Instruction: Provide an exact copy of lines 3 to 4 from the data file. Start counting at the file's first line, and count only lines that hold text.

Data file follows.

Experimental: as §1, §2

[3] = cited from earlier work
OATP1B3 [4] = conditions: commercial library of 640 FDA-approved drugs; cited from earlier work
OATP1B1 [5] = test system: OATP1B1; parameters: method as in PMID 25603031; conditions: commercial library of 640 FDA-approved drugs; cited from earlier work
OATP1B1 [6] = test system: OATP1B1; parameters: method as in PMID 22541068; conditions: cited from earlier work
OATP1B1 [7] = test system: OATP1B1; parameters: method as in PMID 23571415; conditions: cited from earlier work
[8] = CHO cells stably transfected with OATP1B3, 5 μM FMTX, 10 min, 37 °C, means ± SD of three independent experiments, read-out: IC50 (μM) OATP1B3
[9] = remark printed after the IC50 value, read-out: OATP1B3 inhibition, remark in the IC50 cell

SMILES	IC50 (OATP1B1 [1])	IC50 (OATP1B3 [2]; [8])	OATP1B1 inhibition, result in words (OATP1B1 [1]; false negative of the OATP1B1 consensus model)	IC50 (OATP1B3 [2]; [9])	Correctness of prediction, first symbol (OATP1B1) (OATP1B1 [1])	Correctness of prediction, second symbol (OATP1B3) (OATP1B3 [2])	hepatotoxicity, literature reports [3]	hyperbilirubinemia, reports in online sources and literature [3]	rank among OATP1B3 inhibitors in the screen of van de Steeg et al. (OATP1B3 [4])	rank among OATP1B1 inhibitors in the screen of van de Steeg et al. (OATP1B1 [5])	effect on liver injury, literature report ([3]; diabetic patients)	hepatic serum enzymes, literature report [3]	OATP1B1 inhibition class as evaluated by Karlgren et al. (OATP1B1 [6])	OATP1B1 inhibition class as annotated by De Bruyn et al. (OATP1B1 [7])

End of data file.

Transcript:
OATP1B3 [4] = conditions: commercial library of 640 FDA-approved drugs; cited from earlier work
OATP1B1 [5] = test system: OATP1B1; parameters: method as in PMID 25603031; conditions: commercial library of 640 FDA-approved drugs; cited from earlier work